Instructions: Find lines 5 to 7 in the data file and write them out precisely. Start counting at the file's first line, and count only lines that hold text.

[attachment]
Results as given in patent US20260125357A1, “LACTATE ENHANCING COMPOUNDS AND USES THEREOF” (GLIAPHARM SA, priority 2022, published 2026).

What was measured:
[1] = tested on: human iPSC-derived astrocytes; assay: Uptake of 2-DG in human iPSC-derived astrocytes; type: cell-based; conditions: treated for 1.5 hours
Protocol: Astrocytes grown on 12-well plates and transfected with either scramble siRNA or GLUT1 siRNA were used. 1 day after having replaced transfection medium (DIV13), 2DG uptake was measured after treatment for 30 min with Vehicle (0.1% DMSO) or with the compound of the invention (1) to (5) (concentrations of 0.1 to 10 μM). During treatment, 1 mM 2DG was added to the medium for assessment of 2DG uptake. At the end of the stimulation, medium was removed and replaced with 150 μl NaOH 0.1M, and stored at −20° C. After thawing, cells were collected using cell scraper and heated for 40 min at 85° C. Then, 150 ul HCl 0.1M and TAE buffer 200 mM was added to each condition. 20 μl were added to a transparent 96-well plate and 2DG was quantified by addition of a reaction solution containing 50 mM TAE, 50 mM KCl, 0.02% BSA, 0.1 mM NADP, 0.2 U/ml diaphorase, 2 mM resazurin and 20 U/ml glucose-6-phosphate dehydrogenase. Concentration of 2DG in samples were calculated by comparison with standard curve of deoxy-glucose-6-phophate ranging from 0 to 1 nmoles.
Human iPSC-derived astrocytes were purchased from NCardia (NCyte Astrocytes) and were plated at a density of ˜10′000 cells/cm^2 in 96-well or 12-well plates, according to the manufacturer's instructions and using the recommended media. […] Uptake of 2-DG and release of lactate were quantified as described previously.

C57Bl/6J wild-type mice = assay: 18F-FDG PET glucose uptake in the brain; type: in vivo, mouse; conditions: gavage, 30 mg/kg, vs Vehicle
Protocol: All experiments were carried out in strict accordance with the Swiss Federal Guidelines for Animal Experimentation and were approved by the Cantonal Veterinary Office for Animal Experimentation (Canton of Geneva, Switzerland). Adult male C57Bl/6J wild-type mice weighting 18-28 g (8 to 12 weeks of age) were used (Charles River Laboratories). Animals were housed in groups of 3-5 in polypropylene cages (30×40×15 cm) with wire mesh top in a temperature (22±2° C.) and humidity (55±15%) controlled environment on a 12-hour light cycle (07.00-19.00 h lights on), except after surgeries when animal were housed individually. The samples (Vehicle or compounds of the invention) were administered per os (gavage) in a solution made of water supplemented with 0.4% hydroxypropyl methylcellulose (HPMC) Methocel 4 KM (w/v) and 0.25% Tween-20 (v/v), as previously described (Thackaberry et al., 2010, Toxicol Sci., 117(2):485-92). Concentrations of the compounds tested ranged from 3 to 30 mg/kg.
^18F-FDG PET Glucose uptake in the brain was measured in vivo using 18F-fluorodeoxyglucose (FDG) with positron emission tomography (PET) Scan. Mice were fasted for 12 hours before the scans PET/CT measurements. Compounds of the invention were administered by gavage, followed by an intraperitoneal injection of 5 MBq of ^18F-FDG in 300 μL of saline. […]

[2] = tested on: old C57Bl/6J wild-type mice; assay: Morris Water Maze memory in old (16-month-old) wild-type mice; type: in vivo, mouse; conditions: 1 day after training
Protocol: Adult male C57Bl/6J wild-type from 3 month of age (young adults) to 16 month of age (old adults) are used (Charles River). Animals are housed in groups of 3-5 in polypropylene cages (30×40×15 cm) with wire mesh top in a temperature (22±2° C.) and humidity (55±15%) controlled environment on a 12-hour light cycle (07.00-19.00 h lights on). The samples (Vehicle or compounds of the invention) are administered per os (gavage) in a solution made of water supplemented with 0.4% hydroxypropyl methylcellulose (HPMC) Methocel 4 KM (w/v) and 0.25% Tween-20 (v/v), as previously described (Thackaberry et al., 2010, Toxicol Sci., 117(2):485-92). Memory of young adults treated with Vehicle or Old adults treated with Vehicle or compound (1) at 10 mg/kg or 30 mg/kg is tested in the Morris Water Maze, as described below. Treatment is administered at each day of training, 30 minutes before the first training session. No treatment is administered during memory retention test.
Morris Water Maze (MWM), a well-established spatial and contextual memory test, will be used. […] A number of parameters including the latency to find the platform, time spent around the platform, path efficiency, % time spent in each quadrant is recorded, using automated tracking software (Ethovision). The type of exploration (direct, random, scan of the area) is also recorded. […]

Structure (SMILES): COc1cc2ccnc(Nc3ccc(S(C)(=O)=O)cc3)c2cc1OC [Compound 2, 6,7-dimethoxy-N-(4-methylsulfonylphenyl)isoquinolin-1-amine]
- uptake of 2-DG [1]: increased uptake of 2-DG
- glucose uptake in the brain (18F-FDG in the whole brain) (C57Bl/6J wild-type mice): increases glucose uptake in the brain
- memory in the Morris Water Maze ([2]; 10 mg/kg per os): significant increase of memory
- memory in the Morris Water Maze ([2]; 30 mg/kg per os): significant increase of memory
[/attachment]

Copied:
Human iPSC-derived astrocytes were purchased from NCardia (NCyte Astrocytes) and were plated at a density of ˜10′000 cells/cm^2 in 96-well or 12-well plates, according to the manufacturer's instructions and using the recommended media. […] Uptake of 2-DG and release of lactate were quantified as described previously.

C57Bl/6J wild-type mice = assay: 18F-FDG PET glucose uptake in the brain; type: in vivo, mouse; conditions: gavage, 30 mg/kg, vs Vehicle
Protocol: All experiments were carried out in strict accordance with the Swiss Federal Guidelines for Animal Experimentation and were approved by the Cantonal Veterinary Office for Animal Experimentation (Canton of Geneva, Switzerland). Adult male C57Bl/6J wild-type mice weighting 18-28 g (8 to 12 weeks of age) were used (Charles River Laboratories). Animals were housed in groups of 3-5 in polypropylene cages (30×40×15 cm) with wire mesh top in a temperature (22±2° C.) and humidity (55±15%) controlled environment on a 12-hour light cycle (07.00-19.00 h lights on), except after surgeries when animal were housed individually. The samples (Vehicle or compounds of the invention) were administered per os (gavage) in a solution made of water supplemented with 0.4% hydroxypropyl methylcellulose (HPMC) Methocel 4 KM (w/v) and 0.25% Tween-20 (v/v), as previously described (Thackaberry et al., 2010, Toxicol Sci., 117(2):485-92). Concentrations of the compounds tested ranged from 3 to 30 mg/kg.